Achives from Author

September Patient Newsletter Orange County

By editor
September 15, 2023

Join us for "Dinner with the Docs" Medicare 101 Event

Looking for an easy way to learn about your Medicare options?

Medicare's Annual Enrollment Period (AEP) is October 15th -December 7th. Cut through the confusion of Medicare during open enrollment and join us for our next Dinner with the Docs presentation led by CEO Gregg DeNicola MD.  Dr. DeNicola will provide a clear overview to help you navigate the Medicare landscape.  

A community Medicare representative will also be on-site to answer questions and if preferred, schedule a more extensive complimentary one-on-one consultation to help with the following during open enrollment:
-How to compare plans to choose the right one for you
-Which Medicare plan options are available to you
-How to maximize your benefits and make the most out of them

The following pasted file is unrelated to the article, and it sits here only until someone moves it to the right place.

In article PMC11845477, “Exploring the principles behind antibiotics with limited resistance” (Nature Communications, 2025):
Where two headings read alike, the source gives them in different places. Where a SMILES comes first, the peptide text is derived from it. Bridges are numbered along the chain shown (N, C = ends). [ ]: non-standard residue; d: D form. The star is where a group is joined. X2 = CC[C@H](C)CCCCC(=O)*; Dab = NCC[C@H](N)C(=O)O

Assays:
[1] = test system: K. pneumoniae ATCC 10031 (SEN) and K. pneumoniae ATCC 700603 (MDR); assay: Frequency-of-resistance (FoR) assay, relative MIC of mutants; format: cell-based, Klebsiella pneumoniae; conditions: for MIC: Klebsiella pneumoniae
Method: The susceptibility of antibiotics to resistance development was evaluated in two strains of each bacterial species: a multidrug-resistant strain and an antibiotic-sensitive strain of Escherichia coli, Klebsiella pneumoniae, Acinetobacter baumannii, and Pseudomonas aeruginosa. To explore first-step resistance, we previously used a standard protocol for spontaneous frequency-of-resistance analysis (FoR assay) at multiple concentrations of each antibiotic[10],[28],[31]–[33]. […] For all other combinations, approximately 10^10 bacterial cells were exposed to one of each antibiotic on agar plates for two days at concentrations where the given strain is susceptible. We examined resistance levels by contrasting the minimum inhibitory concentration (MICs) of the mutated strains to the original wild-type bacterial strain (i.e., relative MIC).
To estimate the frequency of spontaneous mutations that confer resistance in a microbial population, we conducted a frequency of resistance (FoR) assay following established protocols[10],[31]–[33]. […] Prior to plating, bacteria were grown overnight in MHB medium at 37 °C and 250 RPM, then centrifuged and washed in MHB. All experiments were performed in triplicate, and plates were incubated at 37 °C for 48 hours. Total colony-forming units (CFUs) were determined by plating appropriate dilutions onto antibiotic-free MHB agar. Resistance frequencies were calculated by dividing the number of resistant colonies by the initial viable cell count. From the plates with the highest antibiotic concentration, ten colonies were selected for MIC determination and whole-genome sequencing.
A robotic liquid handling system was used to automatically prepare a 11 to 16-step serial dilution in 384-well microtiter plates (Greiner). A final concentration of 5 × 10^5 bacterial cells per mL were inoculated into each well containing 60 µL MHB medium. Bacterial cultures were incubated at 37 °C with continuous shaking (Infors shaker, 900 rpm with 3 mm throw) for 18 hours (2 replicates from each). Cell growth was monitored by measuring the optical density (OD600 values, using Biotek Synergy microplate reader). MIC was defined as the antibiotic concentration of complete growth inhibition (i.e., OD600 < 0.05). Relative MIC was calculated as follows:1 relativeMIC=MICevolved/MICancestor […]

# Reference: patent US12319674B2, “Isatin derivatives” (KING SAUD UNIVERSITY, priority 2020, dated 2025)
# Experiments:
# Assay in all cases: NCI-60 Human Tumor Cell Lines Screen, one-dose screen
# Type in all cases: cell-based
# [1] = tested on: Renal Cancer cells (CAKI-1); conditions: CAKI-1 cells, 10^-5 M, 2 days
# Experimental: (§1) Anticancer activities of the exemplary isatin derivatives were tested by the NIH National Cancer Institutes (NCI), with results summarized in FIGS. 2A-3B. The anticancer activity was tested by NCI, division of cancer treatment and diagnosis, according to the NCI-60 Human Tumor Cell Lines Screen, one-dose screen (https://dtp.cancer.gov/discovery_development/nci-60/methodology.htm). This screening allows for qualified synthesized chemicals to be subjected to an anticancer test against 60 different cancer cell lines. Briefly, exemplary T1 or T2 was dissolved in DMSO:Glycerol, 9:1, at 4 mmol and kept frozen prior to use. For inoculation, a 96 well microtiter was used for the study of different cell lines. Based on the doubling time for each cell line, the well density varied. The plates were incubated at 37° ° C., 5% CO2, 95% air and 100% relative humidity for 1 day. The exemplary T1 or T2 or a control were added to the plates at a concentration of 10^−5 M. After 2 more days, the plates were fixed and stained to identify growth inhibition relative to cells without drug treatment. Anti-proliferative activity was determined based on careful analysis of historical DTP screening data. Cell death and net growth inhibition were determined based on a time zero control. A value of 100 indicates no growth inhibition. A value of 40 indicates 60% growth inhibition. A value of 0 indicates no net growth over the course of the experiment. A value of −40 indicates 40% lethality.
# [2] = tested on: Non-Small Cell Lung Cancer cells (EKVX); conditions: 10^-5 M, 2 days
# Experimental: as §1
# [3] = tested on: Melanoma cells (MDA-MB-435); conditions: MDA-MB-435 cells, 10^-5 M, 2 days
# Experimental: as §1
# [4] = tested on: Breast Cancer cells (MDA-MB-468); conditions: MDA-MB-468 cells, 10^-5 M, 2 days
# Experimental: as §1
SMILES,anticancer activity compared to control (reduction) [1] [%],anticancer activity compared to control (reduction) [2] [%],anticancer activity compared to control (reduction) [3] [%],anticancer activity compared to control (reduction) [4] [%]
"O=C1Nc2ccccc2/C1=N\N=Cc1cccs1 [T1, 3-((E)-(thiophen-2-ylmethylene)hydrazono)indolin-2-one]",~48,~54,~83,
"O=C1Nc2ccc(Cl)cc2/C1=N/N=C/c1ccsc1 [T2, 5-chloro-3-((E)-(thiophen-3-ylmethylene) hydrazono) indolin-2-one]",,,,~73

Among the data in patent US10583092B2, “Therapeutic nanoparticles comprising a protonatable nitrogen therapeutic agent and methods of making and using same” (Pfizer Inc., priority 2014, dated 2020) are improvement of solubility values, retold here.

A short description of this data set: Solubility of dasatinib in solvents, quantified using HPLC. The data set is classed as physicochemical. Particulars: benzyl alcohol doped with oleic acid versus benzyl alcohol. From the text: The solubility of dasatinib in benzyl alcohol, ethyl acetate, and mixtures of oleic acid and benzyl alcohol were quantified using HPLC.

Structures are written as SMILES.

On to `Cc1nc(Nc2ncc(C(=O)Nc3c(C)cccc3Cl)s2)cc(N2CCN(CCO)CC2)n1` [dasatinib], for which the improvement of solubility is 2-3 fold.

-Up-to-date Medicare information

Space is limited so email or call 714-646-8058 to RSVP today! RSVP's are required and you need NOT be a patient to attend; the event is open to the public so please bring a family member, co-worker, or friend.  Dinner is provided.

What- "Dinner with the Docs" Medicare 101
When- Wednesday, October 4th,  5:30 pm
Where- 18200 Yorba Linda Blvd. Ste 250 (Caduceus Family Physicians event center) Level Two

Confirm Your RSVP

September is Healthy Aging Month 

September is Healthy Aging Month - an annual event focusing on the positive aspects of growing older. During this time, we look to highlight the importance of habits that can help you stay healthy as you age. 

Physical Activity- Regular exercise and preserving muscle mass can help you maintain your health, independence, and overall mobility as you age. It may also aid your energy levels, sleep, strength, and more. Exercise can also reduce the risk of stroke, heart attacks, and obesity  and it may even help prevent different forms of cancer like prostate and colon cancer. 

Healthy Eating- Your diet has a direct influence on health and well-being in many ways. From bodyweight to the prevention of conditions like high blood pressure, heart disease, certain cancers, and type 2 diabetes. For most adults a healthy diet includes healthy fats, complex carbs, and good amounts of protein. Eating a high quality Mediterranean diet is recommended.